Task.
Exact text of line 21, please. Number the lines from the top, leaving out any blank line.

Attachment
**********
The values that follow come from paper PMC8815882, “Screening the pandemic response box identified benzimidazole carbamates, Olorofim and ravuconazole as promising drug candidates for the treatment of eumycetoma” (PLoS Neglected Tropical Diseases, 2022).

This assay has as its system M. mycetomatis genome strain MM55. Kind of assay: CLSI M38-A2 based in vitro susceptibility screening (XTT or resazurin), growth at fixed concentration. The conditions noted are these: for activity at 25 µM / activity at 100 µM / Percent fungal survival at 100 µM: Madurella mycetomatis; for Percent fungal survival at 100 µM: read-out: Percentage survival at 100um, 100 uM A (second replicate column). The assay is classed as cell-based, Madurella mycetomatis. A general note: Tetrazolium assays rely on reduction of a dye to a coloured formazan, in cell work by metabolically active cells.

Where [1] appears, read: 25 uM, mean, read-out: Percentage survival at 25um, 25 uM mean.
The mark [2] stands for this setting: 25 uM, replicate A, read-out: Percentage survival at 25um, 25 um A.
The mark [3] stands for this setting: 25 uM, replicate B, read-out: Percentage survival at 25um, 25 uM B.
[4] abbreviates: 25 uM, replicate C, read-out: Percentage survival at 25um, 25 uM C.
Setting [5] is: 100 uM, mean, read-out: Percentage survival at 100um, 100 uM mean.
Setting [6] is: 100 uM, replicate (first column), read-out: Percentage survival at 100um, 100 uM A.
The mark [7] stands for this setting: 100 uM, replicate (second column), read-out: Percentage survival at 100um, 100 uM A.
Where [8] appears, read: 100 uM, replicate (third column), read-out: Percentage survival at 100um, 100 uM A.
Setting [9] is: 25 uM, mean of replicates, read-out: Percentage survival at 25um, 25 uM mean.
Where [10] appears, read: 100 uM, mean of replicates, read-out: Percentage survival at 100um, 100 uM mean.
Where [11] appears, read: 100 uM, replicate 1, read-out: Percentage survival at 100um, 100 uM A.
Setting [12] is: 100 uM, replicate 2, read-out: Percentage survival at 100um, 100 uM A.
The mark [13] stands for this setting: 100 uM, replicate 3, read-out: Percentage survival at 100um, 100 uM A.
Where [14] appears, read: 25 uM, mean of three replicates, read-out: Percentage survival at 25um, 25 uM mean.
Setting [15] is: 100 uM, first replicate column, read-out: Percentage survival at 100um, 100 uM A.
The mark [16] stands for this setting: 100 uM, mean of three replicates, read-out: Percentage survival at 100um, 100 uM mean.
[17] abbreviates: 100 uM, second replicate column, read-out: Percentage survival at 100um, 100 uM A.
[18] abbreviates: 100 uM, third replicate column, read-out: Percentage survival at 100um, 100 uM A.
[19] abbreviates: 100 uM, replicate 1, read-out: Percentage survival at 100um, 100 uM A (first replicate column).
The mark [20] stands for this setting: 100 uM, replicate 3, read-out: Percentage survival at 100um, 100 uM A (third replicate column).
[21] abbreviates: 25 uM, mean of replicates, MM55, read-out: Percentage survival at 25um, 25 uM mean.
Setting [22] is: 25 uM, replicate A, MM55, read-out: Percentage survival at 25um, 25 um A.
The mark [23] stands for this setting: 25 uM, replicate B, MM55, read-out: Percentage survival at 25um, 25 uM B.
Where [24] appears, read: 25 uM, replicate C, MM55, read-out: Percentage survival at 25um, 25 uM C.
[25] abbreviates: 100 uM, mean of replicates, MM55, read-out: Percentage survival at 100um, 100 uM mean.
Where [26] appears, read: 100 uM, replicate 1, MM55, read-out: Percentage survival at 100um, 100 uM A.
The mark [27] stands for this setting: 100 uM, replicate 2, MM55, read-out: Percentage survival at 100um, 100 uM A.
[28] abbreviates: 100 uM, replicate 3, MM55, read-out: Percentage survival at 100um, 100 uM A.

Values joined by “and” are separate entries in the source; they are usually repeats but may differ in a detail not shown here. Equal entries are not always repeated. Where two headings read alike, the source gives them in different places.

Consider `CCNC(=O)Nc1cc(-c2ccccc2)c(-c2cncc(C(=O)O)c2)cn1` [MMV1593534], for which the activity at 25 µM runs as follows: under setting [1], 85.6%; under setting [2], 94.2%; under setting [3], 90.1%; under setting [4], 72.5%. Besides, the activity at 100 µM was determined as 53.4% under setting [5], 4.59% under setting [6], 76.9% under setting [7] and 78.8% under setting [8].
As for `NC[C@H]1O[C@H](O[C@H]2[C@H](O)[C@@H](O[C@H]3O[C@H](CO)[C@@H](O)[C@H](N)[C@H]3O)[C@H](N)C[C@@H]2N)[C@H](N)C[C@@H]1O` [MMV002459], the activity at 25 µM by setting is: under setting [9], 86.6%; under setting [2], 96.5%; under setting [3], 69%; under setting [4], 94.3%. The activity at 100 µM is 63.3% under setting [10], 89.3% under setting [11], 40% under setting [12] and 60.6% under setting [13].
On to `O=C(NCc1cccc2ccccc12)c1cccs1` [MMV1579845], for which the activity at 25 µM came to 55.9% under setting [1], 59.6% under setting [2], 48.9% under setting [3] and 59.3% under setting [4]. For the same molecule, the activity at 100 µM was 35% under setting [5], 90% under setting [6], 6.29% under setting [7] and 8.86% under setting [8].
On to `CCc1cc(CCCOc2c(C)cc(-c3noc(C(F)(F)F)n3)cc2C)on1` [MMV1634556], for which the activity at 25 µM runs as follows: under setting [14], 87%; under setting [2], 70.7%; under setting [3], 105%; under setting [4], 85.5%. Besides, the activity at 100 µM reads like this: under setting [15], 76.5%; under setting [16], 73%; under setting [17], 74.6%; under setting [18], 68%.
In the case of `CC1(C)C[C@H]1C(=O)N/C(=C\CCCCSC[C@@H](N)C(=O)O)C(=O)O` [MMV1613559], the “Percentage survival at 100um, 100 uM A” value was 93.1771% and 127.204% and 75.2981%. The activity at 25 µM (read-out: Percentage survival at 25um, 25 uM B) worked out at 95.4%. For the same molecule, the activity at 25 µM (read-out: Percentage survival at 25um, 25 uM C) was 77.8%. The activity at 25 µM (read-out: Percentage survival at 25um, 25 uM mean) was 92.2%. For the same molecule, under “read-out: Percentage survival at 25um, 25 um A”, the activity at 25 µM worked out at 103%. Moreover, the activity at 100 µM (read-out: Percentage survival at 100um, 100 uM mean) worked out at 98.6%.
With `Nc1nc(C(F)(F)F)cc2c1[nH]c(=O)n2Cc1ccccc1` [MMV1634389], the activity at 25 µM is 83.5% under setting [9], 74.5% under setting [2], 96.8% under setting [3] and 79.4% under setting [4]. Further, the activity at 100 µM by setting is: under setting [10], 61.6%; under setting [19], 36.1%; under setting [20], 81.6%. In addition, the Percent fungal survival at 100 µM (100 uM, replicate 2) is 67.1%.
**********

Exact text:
[19] abbreviates: 100 uM, replicate 1, read-out: Percentage survival at 100um, 100 uM A (first replicate column).